I use 1Password and at the moment, I wouldn't touch anything else. Dashlane is a close second, but it's not mature or well-rounded enough just yet. LastPass is pretty good too, although their bookmarklets are insecure and I personally don't like auth/decryption being handled in the same location as the data (the portal). There's nothing particularly wrong with that method, I just prefer most of the process being handled offline while still leveraging the benefits of cloud sync.
Re #4 (verifiably secure) - You're never going find anything which is absolutely and conclusively "secure", what matters is security in response to risk. This is where 1Password shines. The design and implementation are measured responses by experts to whom the word "security" means more than wrapping text in AES. There are "risks" with 1Password, I actually demo'd them before I purchased it (see blog under "Forgot your password? You're doing it wrong") but when you quiz AgileBits (makers of 1Password) they respond honestly and transparently. Trust is everything in this industry. Try the 30 day trial, ask AgileBits the same questions I asked of SiberSystems... compare the responses.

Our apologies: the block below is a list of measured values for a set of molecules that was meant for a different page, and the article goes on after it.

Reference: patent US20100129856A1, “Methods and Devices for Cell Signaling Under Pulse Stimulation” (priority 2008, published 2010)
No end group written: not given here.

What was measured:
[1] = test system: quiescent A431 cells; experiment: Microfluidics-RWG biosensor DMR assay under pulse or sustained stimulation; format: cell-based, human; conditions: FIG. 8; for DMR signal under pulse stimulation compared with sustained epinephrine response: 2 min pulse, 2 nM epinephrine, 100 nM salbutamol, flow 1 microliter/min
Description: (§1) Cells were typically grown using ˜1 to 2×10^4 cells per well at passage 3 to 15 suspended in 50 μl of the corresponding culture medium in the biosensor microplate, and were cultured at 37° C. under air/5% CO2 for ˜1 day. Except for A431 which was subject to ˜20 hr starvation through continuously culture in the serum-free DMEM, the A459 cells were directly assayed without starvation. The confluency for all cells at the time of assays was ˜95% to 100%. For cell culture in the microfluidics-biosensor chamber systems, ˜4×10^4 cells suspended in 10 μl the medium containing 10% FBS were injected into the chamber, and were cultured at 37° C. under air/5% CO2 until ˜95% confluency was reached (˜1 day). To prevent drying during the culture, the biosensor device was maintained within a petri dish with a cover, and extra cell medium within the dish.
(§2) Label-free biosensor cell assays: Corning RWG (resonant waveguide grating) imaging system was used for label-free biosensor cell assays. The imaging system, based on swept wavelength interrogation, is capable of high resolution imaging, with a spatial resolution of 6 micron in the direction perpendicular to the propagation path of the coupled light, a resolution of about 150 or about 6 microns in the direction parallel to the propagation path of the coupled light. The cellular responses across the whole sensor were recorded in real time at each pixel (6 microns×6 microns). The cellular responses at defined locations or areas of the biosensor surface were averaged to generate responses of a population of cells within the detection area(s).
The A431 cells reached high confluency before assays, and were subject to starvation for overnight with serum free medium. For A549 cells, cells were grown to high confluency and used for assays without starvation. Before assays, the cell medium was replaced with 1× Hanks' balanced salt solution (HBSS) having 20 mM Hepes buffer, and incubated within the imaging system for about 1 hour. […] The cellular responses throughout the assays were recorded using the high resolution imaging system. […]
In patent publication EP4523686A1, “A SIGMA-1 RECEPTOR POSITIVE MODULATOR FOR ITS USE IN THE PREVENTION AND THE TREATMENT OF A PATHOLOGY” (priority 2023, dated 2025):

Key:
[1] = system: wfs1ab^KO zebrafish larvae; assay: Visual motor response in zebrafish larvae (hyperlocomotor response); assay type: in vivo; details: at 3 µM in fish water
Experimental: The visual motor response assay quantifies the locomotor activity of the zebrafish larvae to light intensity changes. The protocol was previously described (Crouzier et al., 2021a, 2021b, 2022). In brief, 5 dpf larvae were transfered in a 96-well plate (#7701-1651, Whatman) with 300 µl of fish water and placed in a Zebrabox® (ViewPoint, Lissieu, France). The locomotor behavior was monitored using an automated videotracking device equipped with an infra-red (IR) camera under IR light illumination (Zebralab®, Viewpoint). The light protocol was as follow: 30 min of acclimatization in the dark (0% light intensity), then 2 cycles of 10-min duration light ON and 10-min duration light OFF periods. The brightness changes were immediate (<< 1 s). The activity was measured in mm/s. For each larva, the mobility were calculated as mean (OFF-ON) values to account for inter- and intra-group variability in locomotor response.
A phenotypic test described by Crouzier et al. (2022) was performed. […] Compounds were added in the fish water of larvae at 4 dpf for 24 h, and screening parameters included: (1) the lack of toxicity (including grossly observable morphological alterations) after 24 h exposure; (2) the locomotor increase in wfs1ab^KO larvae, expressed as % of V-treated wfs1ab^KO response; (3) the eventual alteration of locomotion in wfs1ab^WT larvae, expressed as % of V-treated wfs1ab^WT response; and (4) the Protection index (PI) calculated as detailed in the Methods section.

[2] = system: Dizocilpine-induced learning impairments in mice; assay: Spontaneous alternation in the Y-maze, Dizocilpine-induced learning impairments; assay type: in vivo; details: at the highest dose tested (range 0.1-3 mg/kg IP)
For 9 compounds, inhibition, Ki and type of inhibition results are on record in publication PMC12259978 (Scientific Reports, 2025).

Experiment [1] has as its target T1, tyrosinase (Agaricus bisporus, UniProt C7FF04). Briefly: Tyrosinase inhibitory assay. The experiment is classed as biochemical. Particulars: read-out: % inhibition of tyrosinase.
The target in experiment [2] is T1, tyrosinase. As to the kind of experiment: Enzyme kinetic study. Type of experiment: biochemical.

Re #5 (Trust) - This is difficult. If you're going to use a PW manager, you have to trust someone. I'm a firm believer in Kerckhoff's principle which (paraphrasing) says a system should remain secure when everything about it is known to everyone, other than the key. If a company will not openly discuss the way they protect your data, walk away. It doesn't necessarily mean it's inherently insecure, but it could be an indication that they haven't quite grasped the concept fully. If you spot something, no matter how trivial... ask questions. If something doesn't make sense (for example when "we never get the key" suddenly becomes "we get the key, but we don't keep it"), seek advice or walk away. Most importantly, look for security reviews... not just reviews. What prompted the early release of this blog was a tweet by TechRepublic (see bottom of article) which said "Roboform is enterprise-worthy". Trouble is, it was a comment by a respected journalist... so convincing users otherwise is difficult.
You're pretty much right. It doesn't so much default to true... it simply checks if the param exists and loads the PIN entry screen. If it doesn't exist, it loads the app as normal.